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Epidemic Keratoconjunctivitis Clinical Presentation

  • Author: Ahmed Bawazeer, MBChB, FRCSC; Chief Editor: Hampton Roy, Sr, MD  more...
 
Updated: Apr 03, 2015
 

History

Epidemic keratoconjunctivitis infection may be preceded by flulike symptoms, including fever, malaise, respiratory symptoms, nausea, vomiting, diarrhea, and myalgia.

Often, a recent history of an eye examination or exposure within the family or at work is present.

The incubation period is 2-14 days, and the person may remain infectious for 10-14 days after symptoms develop.

The ocular symptoms are mainly sudden onset of irritation, soreness, red eye, photophobia, foreign body sensation, and excessive tearing.

In more severe cases, patients can present with ocular and periorbital pain and decreased visual acuity.

Symptoms tend to last for 7-21 days. The fellow eye tends to be involved in more than 50% of the cases within 7 days of onset. The signs and symptoms are typically less severe in the fellow eye.

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Physical Examination

Ipsilateral preauricular lymphadenopathy is one of the classic findings of epidemic keratoconjunctivitis (EKC).

Decreased visual acuity is rarely present; it is usually present only if there is corneal involvement.

Other clinical signs include the following:

  • Swelling and erythema of the lid
  • Conjunctival hyperemia
  • Chemosis
  • Follicular reaction, mainly in the lower palpebral conjunctiva (the earliest and most common sign)
  • Papillary hypertrophy
  • Subconjunctival and petechial hemorrhage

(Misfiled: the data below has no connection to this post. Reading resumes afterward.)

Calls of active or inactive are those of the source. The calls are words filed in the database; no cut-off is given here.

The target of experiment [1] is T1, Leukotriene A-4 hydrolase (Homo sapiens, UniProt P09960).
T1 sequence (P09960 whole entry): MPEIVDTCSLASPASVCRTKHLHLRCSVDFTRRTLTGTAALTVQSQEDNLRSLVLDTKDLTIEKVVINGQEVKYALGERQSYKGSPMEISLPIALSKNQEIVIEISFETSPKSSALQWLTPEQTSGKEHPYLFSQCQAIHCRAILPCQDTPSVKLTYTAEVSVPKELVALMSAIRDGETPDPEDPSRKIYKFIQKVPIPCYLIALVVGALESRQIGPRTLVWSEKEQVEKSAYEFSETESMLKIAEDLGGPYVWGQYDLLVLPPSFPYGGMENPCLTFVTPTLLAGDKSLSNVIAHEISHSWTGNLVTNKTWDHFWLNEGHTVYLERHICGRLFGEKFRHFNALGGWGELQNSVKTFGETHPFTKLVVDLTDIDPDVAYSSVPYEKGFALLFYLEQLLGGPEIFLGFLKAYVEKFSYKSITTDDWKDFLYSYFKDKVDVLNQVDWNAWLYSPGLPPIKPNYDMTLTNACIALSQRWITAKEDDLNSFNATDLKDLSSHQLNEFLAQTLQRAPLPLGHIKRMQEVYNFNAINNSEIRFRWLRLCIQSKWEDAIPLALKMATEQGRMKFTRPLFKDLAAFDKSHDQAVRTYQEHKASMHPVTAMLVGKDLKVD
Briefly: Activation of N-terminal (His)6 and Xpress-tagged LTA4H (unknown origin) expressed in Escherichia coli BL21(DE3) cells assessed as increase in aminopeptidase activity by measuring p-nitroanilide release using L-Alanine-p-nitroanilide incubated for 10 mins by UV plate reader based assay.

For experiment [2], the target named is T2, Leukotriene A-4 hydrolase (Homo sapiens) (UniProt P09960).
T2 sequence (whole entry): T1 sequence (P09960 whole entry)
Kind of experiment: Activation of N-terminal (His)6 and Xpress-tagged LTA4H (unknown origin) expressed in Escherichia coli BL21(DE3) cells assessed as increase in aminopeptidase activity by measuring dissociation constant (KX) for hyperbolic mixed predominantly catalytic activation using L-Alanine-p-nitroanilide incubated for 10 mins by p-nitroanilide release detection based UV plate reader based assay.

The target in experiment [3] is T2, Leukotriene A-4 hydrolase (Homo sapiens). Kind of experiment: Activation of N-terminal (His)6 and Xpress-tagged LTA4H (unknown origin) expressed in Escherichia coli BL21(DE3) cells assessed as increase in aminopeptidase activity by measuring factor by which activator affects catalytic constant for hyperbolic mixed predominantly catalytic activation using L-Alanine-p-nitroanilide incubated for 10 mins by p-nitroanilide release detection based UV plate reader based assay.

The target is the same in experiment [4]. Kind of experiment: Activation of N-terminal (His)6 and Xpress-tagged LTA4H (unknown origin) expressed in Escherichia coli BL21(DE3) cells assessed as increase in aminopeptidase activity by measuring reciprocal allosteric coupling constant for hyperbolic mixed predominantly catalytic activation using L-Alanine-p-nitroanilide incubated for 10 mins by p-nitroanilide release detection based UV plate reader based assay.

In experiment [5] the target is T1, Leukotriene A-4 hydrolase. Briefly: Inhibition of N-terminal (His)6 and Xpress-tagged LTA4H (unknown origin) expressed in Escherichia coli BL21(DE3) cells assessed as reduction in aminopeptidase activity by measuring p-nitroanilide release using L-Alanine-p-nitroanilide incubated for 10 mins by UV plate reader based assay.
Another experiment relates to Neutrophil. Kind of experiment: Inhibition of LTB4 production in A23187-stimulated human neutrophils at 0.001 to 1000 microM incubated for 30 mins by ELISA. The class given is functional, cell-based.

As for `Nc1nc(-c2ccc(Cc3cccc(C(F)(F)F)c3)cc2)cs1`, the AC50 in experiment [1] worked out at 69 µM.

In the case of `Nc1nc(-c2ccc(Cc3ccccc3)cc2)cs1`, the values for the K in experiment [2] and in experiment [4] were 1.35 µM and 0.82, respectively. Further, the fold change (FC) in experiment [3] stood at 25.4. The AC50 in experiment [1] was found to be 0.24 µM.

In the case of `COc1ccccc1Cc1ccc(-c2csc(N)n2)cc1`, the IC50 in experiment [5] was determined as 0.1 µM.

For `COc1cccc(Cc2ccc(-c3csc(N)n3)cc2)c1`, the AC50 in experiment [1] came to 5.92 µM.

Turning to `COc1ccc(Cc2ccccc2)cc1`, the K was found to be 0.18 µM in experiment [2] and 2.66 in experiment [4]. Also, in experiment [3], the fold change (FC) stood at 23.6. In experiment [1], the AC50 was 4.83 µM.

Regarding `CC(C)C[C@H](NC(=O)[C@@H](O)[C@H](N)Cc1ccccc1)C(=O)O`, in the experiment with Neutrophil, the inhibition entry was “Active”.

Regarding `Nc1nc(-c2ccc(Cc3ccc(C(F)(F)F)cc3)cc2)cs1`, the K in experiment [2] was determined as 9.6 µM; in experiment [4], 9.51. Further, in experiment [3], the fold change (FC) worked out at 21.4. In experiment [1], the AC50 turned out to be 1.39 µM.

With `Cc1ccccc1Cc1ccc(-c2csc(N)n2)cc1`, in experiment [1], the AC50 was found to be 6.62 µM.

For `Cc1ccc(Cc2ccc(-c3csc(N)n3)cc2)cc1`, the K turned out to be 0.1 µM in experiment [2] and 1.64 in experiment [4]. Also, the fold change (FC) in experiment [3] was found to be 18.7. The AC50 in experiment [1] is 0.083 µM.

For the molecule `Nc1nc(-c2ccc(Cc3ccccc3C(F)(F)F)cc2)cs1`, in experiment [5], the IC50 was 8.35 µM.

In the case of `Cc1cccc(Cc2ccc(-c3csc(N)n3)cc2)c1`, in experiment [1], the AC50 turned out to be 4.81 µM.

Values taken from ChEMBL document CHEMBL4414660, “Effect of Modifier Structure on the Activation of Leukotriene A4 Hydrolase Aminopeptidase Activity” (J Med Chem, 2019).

In severe cases, membranous and pseudomembranous conjunctivitis can be seen in one third of cases, which can lead to conjunctival scarring and symblepharon (seen in the image below).

Symblepharon secondary to epidemic keratoconjuncti Symblepharon secondary to epidemic keratoconjunctivitis.

Corneal involvement

One of the distinguishing features of EKC is corneal involvement, which is usually mild and transient.

Corneal involvement has been well documented 3-4 days after symptom onset in the form of diffuse, fine epithelial keratitis that stains with fluorescein and rose bengal. This keratitis can persist for 2-3 weeks. In rare cases, a frank corneal epithelial defect may occur.

One week after the onset, focal epithelial keratitis may develop. This is characterized by central ulceration and irregular borders with gray-white dots. These epithelial changes are related to active viral infection. These lesions persist for 1-2 weeks.

About 2 weeks after onset, subepithelial infiltrates can appear beneath the focal epithelial lesions, persisting for weeks to years. They resolve spontaneously, usually without scarring. These infiltrates are immunologic in nature.

In rare cases, disciform keratitis or anterior uveitis can occur.

There is no change in corneal sensation.

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Contributor Information and Disclosures
Author

Ahmed Bawazeer, MBChB, FRCSC  Professor and Chairman of Ophthalmology, Department of Ophthalmology, Division of Uveitis and Cornea, King Abdulaziz University, Saudi Arabia

Ahmed Bawazeer, MBChB, FRCSC is a member of the following medical societies: American Academy of Ophthalmology

Disclosure: Nothing to disclose.

Coauthor(s)

William G Hodge, MD, PhD, FRCSC Professor and Chair, Ophthalmologist in Chief, Ivey Eye Institute, Schulich School of Medicine and Dentistry, University of Western Ontario